Sometimes Osczevski finds instances of stark beauty in the satellite imagery he pours over every day. He captioned this photo with the simple “tree shadows on a Yukon pond.” Photo: Google Earth


“They seem to appreciate my work,” says Osczevski, who has been posting to the group since 2015.

Community is good, because it’s lonely work pouring over those photos. I ask Osczevski if he’s gotten better at it over the years, or if he’s revisited old photos to discover things he may have missed the first time. Humans are kings of pattern recognition. Has he trained his eyes to perfection?

“Just the opposite,” he laughs. “I see ships in every shadow.”


Lately, Osczevski has been shifting focus from the Franklin mystery to more contemporary puzzles.

Discouraged by the frustration of never knowing if a pile of rocks is just a pile of rocks or a 200-year-old explorers’ cairn, he has recently turned to searching for lost aircraft.

Once, he thought he found a piece of a Saturn 5 rocket. Ground-proofing is always the problem for Osczevski — there aren’t all that many people traipsing around up there. And when they do, they’re usually on an expedition with little room for detours.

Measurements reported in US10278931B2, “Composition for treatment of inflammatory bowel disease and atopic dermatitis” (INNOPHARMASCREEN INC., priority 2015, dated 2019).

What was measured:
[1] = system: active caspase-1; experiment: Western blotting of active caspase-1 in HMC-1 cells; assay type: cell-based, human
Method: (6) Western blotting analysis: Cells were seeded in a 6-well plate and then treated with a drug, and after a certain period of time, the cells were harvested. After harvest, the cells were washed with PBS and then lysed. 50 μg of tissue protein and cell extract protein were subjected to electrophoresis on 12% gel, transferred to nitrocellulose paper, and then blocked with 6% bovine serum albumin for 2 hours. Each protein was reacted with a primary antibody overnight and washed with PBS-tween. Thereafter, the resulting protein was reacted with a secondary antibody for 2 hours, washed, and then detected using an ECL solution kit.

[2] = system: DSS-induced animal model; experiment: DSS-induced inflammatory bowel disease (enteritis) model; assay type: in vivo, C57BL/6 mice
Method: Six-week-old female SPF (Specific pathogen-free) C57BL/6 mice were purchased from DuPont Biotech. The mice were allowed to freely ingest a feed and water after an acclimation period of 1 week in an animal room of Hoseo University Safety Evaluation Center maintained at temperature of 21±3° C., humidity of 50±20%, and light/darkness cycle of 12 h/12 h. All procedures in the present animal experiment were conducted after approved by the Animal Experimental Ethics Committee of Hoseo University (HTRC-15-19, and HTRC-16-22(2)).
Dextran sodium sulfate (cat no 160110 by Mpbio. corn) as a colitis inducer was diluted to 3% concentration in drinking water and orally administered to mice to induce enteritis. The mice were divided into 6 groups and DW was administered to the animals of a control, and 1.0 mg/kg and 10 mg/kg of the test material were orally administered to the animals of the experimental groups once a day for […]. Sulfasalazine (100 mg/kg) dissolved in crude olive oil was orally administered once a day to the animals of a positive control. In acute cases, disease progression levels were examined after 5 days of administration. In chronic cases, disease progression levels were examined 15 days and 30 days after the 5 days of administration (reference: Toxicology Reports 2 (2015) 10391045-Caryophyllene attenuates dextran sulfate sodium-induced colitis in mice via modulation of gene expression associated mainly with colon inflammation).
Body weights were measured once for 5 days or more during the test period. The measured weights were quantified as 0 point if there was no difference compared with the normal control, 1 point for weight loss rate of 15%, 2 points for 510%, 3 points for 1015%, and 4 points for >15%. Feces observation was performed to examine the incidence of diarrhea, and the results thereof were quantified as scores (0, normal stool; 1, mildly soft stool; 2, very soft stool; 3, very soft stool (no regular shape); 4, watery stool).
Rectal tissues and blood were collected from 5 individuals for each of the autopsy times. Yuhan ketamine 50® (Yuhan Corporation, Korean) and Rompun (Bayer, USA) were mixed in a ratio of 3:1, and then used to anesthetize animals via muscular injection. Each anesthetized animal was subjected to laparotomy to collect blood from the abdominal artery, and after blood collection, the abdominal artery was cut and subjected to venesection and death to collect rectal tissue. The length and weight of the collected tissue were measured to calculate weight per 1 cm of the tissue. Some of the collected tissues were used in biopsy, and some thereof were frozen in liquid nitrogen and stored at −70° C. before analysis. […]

As for Osczevski himself: “I’m 71. The thought of snowmobiling through the Arctic doesn’t have the appeal it used to.”

But there are exceptions. Adventure Science’s Footsteps of the Franklin Expedition took a peek at the “rocket,” only to discover it was an ice-filled trench carved out by a grounded iceberg.

So it goes.

a satellite photo

“Randall’s Rocket,” actually just an ice-filled trench, is visible as an oblong shape to the right of the red cross. Photo: Randall Osczevski/Google Earth


For all the discouraging setbacks, Osczevski doesn’t seem inclined to find another hobby. And video recently shared with him by explorers Tom Gross and Russ Taichman has re-ignited his interest in Franklin expedition minutia. The pair took the video with an iPhone from a low-flying aircraft, giving Osczevski access to imagery with better resolution than he’s used to.

He sends me snapshots on Facebook Messenger, with red lines pointing to clumps of pixels. He points out round shapes, tantalizing hints of what could be collapsed structures.

I blow the images up on my screen.

I lean in. I squint.

Andrew Marshall

Andrew Marshall is an award-winning painter, photographer, and freelance writer. Andrew’s essays, illustrations, photographs, and poems can be found scattered across the web and in a variety of extremely low-paying literary journals.
You can find more of his work at www.andrewmarshallimages.com, @andrewmarshallimages on Instagram and Facebook, and @pawn_andrew on Twitter (for as long as that lasts).